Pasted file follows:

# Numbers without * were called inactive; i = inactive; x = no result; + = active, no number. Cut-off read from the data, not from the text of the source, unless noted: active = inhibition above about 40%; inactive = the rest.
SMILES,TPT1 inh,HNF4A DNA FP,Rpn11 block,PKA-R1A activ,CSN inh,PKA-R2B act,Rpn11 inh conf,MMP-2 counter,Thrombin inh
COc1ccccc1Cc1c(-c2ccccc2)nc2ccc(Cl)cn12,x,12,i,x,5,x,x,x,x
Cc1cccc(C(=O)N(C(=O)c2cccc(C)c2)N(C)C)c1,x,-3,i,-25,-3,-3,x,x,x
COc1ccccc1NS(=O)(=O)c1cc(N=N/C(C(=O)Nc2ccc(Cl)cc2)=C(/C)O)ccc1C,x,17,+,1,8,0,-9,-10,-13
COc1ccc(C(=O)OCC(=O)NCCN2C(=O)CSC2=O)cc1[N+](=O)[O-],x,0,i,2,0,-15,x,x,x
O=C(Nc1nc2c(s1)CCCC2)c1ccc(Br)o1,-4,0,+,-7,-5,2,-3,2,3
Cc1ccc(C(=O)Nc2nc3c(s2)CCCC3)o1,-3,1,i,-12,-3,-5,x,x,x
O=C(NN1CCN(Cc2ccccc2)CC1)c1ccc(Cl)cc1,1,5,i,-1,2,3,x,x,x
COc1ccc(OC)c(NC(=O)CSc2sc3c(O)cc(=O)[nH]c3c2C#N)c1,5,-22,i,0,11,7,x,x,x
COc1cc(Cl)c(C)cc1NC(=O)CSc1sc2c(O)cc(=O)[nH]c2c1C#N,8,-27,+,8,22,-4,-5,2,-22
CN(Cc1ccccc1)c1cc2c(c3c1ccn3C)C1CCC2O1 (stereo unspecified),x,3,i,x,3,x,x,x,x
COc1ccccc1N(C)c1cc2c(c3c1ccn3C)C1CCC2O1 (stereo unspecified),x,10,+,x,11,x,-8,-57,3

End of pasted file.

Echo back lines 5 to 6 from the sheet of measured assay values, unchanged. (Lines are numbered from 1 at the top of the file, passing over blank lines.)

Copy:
COc1ccccc1NS(=O)(=O)c1cc(N=N/C(C(=O)Nc2ccc(Cl)cc2)=C(/C)O)ccc1C,x,17,+,1,8,0,-9,-10,-13
COc1ccc(C(=O)OCC(=O)NCCN2C(=O)CSC2=O)cc1[N+](=O)[O-],x,0,i,2,0,-15,x,x,x